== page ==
Water Cooling for Buildings

Air conditioning systems for buildings may rely on either a liquid, such as water, or air as a distribution medium. Conditioned air is typically distributed by duct and chilled water is distributed by pipe. Chilled water distribution systems are most commonly found for air conditioning large buildings. The reason for this is it is more efficient and economical to transfer (or remove) heat by water rather than by air. This is due to the higher heat capacity water has and the fact pipes that carry water are smaller and take up far less space. A third advantage of chilled water is flexibility for zone control.

The chilled water will eventually cool air locally by convection, through air handling units or fan coil units. Air handling units are typically larger than fan coil units and have more sophisticated zone controls. Air handling units are often found in large office buildings, hospitals, etc. Fan coil units are typically smaller and serve smaller spaces. These units are typically controlled by simple thermostats and are often found in residential buildings, hotels, etc.

Chilled water is typically distributed by pipe from a system that features cooling towers and chillers. The operation of chillers and cooling towers is a subject for future discussion. A system that is similar to a chilled water system is a water source heat pump system. Water source heat pump systems would also typically have a cooling tower, but no chiller.

Chilled water distribution systems can use the same pipe system as the hot water heating systems. A water source heat pump system would also provide heat, utilizing the same water loop.

Two-pipe vs. four-pipe systems

When utilizing chilled water and air handlers or fan coils to cool (and heat with hot water) a building, there is a distinction between two-pipe and four-pipe systems. In a two-pipe system there is only one water loop and thus two pipes at each air handler or fan coil (supply pipe and return pipe). So, the building can either be in cooling mode or heating mode. In these situations, there is often a ‘switch over date’ where the chiller is shut down for the season and the boiler is started, or vice-versa. After the ‘switch over date’, if there is a heat wave, it will not likely be possible to cool the building because the chiller has been shut down and the water loop has been directed through the boiler. Control valves are used to switch the system from heating to cooling and back.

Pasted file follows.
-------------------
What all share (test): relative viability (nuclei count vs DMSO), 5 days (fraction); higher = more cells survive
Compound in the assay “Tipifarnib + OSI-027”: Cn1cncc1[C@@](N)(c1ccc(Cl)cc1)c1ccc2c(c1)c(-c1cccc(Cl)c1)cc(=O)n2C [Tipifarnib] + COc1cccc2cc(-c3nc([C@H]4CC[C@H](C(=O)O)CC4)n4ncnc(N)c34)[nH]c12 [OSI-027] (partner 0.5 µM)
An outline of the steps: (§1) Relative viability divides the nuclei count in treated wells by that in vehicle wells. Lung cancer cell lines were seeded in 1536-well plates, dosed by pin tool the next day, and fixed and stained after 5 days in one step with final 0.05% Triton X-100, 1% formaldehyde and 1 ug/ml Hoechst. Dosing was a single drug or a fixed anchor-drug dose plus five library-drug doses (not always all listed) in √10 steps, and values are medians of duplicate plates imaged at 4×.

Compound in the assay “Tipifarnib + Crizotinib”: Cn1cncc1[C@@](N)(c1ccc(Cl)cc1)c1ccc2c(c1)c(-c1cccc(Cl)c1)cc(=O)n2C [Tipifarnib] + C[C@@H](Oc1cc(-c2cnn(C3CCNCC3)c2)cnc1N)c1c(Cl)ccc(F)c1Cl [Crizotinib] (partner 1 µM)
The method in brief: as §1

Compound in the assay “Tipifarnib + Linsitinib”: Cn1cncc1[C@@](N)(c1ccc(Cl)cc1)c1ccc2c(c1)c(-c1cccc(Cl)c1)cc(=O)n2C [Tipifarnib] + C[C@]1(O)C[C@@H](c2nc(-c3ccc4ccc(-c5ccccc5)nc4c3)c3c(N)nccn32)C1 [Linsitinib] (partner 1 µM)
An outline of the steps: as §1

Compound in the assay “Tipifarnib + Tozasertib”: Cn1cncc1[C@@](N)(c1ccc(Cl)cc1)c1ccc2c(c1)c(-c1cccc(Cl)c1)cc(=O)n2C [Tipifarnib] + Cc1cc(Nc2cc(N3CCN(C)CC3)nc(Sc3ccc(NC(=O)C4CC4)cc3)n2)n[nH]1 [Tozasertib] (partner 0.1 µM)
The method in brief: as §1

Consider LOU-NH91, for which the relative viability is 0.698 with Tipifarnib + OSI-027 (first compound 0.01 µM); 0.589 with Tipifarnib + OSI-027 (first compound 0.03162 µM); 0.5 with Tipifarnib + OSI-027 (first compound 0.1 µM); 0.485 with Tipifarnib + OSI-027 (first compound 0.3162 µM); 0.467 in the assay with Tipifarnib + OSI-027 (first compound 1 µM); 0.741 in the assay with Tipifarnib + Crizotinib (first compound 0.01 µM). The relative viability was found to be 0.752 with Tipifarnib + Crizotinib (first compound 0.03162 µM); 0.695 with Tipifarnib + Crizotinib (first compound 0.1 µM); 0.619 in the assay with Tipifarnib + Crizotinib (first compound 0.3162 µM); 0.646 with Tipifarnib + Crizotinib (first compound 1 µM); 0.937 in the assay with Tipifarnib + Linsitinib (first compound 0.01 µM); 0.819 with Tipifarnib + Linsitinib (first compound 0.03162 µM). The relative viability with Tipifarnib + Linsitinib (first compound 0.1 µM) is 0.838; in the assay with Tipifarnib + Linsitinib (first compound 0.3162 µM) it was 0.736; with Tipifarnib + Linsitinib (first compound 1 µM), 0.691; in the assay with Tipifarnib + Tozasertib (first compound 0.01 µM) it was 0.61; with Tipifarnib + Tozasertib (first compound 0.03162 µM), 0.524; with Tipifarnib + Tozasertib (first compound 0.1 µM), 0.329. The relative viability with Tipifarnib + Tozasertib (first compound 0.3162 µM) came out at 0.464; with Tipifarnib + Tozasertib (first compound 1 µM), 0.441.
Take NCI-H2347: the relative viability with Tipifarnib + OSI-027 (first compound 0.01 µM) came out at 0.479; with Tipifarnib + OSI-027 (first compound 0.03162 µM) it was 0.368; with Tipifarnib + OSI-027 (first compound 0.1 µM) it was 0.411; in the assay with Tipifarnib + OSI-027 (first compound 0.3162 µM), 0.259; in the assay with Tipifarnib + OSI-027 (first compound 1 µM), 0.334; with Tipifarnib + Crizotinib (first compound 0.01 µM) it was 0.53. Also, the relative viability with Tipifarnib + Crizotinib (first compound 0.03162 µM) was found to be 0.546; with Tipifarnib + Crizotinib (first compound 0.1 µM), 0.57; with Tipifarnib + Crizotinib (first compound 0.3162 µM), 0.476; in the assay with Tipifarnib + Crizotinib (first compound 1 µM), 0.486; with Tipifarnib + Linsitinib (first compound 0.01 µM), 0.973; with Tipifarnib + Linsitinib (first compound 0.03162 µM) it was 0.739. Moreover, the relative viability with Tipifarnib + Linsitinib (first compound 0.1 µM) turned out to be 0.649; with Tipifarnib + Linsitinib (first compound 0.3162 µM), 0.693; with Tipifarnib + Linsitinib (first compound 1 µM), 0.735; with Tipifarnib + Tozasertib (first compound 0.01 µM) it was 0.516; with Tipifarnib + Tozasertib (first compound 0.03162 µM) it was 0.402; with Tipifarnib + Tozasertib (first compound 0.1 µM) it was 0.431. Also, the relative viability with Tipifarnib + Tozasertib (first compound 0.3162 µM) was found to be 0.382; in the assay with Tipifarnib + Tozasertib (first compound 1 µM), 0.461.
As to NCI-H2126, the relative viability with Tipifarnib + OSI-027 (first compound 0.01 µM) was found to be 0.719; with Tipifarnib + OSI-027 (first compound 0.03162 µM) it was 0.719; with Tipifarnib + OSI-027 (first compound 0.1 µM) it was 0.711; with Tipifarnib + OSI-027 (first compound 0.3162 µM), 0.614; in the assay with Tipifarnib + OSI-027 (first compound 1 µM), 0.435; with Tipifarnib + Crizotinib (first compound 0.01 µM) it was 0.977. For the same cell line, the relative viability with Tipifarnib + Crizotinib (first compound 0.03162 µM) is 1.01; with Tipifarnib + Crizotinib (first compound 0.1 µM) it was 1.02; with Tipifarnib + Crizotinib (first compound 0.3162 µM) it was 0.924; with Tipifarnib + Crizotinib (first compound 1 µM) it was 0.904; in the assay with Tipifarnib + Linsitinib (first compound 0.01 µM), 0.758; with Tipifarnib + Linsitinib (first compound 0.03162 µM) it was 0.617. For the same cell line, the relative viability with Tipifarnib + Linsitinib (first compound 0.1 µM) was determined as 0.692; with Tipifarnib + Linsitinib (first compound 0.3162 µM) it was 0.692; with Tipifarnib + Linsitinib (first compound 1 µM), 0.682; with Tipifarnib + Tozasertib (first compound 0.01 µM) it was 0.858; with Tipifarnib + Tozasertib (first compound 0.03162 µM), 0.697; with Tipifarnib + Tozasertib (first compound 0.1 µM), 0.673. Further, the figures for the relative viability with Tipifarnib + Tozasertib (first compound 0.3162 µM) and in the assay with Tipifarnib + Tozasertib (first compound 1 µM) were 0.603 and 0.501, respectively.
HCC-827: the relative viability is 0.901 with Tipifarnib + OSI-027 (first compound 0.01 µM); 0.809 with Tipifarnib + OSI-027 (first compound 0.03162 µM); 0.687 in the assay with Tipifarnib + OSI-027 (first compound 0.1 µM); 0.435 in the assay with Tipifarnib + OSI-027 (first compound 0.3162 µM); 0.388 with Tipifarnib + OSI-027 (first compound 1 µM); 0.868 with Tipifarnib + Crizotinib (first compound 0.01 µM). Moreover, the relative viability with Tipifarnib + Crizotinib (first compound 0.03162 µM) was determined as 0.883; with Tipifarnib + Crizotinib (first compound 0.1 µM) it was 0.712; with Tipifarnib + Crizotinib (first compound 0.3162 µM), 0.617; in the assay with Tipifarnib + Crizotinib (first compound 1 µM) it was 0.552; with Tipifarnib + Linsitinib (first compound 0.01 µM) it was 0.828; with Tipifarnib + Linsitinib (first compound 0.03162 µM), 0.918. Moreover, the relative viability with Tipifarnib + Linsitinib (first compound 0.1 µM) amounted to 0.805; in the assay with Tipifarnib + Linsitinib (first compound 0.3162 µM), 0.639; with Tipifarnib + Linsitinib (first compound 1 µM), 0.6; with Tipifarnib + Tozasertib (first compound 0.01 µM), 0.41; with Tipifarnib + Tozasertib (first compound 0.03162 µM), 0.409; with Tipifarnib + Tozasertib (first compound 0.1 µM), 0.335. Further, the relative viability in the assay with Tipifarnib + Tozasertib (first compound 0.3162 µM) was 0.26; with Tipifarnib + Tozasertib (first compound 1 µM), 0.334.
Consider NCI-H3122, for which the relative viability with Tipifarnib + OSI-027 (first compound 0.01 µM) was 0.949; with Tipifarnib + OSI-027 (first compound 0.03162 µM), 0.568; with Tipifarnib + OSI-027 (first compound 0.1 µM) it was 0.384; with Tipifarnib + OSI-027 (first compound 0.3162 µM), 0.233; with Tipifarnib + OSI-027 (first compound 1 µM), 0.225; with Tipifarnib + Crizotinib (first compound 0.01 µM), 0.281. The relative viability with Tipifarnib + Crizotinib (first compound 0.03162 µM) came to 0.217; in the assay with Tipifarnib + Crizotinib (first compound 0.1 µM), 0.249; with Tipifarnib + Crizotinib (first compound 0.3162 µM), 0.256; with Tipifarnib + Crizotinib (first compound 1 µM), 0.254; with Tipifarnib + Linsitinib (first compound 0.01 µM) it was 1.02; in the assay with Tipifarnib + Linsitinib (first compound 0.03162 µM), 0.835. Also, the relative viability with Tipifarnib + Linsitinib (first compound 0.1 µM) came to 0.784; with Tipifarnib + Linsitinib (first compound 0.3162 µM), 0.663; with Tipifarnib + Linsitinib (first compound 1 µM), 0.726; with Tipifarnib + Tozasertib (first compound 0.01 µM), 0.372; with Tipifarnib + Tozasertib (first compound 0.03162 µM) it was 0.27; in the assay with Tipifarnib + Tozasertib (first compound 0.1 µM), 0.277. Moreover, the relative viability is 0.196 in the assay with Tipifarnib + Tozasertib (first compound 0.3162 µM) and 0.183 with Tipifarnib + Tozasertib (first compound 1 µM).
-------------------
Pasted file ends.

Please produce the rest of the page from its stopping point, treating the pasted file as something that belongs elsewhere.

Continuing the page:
See Figure 1.

In a four-pipe system, there are two separate water loops used for heated water and chilled water. This allows both systems to operate simultaneously for those times when some parts of the building need to be heated and other parts need to be cooled. Additionally, there is no seasonal switch necessary. It is easier to switch between heating and cooling when the outdoor temperature is unstable. The four pipe systems are obviously more expensive because of the additional water loop, controls and more expensive coils in the air handlers. See Figure 2.

Figure 1. Two-pipe chilled water and heated water system.

 

Figure 2. Four-pipe chilled water and heated water system.

 

Heat pump systems

Heat pumps may be either liquid or air source. Liquid or water source heat pump systems typically consist of various smaller units above the ceiling tile or in closets on each floor of a high-rise building. In a liquid source heat pump system there is a single water loop.

When air conditioning, the water loop is gathering heat from the refrigerant at the heat pumps. This takes place in the heat pump’s condensing coil. The water loop must then reject the heat; this is typically accomplished through a cooling tower outside the building. See Figure 3.

When heating, the water loop is providing heat to the refrigerant at the heat pumps. The water loop must then gather more heat; this is typically accomplished through a boiler inside the building.

In some heat pump systems, heat is moved from one side of the building to the other: the heat that comes into the water loop from spaces on the south side is used to heat the spaces on the north side.

Figure 3. Water source heat pump system.

By Richard Weldon – P.Eng, LEED® AP.